“But I don’t know. Please, believe me—”

“How can I believe you, my darling, when I know for a fact you are receiving money from him. Money that by rights belongs to me.”

“What money?”

“Please, Angela. Don’t insult my intelligence. I know very well that you have received two large payments into your bank account in the last two months and I know as well as you do who paid them. So I’ll ask you again. Where is your husband? Tell me and this will all become a lot less painful.”

“Look,” Angie was exasperated, not knowing what more she could say, “I’ve already told you. I don’t know anything. I don’t know where Jake is, I don’t know where the money came from – I can’t help you – if I could, I promise I would.”

“Fine,” Arthur said, rising to his feet. “I sense you’re bored and that you are determined not to tell me anything. Admirable. Very admirable indeed. So maybe it’s time I tried a different approach.”

Without any warning, Arthur lifted Richard Maddox’s head up by his hair and suddenly stabbed him in the shoulder, burying the knife right up to the hilt. Maddox squealed in muffled agony, his lips still fastened shut by tape as tears streamed from his eyes.

“Oh my God!” Angie cried, “No, stop it, stop!”

“Tell me, Angie. Tell me where Jake is,” Khan said as he calmly withdrew the knife, causing Maddox to squeal once more.

“Please, I swear – I don’t know—”

Khan then stabbed the knife into Richard’s other shoulder, again burying it to its full length. Richard writhed in agony, crying hysterically.

“Stop, please stop!” Angie yelled, seeing blood pumping from the gaping wounds in her lover’s shoulders and flowing freely down his arms and chest.

“Tell me, Angie.” Khan said again.

“I don’t know, I don’t know, I don’t know!” Angie roared, her teeth gritted, her face contorted with anguish and rage.

Khan shrugged, unaffected by her anger, then casually pulled the machete on his hip from its sheath. Briefly he admired the shine of the polished stainless steel before placing it between Richard’s legs, lifting up the sack of his testicles with the long flat blade. Maddox, already in an enormous amount of pain let out a muted wail; his mouth clamped shut.

“No!” Angie cried, “Please, no!”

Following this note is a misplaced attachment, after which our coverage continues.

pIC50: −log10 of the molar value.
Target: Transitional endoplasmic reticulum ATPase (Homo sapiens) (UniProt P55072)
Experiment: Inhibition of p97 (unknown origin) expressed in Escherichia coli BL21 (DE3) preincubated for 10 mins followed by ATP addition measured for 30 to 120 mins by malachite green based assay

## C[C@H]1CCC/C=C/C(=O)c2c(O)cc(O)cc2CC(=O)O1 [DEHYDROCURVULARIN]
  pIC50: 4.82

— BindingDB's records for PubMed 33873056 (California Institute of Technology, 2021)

“Tell me, then,” Khan shrugged impassively.

“You monster! You fucking sick, deranged monster – can’t you understand? Can’t you get it through your thick skull?” Angie yelled, “I don’t fucking know!”

Then, from the back of the room, at the bottom of the cellar steps, another voice spoke.

“Mummy?” Poppy Sawyer said. “Are you okay?”

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Finders Keepers (58)

In the cellar, Arthur slipped off his backpack and told Maddox to sit in one of the dining chairs. He then told Angie to open the backpack and take out a thick roll of duct tape. “Tape him to the chair,” he said to her, “and make a good job of it because I’ll be watching.”

“Please, don’t hurt us.” She said again.

“Look, I’ve got money – you can have it,” Maddox begged, “All of it – I promise – but please don’t–”

“Shut up!” Khan snapped. “I don’t want your money. I don’t care about it.” He then turned to Angie, “Now tape him up, before I kill him.”

Angie hurried to Richard and did as she was told. Both of them were crying. Maddox seemed to have aged dramatically in just a few minutes, the terror etched on his face as Angie wound the tape around his wrists and ankles.

“Silence him, too.” Khan instructed. “I don’t want to hear another word out of him.”

Angie looked apologetically into Richard’s eyes as she fastened a thick sheet of tape over her lover’s mouth. “I’m so sorry,” she whispered.

When she had finished, she turned to face Khan, standing awkwardly as she tried in vain to cover her nakedness.

“Come here, now.” Khan said sharply and she forced herself forward. “Put your hands behind your back and turn round,” he said when she reached him. She did as instructed and Arthur admired her firm backside as he took the tape from her and bound her wrists.

Placing his mouth next to her ear he whispered, “Where’s your husband?”

“What?” Angie said with surprise.

“Where’s your husband?” he asked again.

“I don’t have a husband,” she said, “I mean we’re separated, not together. Richard and me are—”

“I know all that,” Khan growled. “I know you’re separated. But I want to know where your husband is – understand?”

“Yes, yes – I understand,” said Angie, “But he’s not here – he doesn’t live here. This is Richard’s house.”

Arthur holstered his gun then grabbed a handful of her hair and pulled her head back, his lips, through the balaclava now on her ear as he spoke, “Stop being stupid and listen to me. Now where, in the world, is your husband?”

Suddenly the penny dropped and Angie at last realised what this was all about. “I don’t know where Jake is – I already told the police—”

“Don’t lie to me, Angela. So far, no one’s been hurt – I can soon change that!”

Arthur felt a surprising rush of excitement as he pressed himself against her; the thrill quite unexpected and a development he had certainly not anticipated.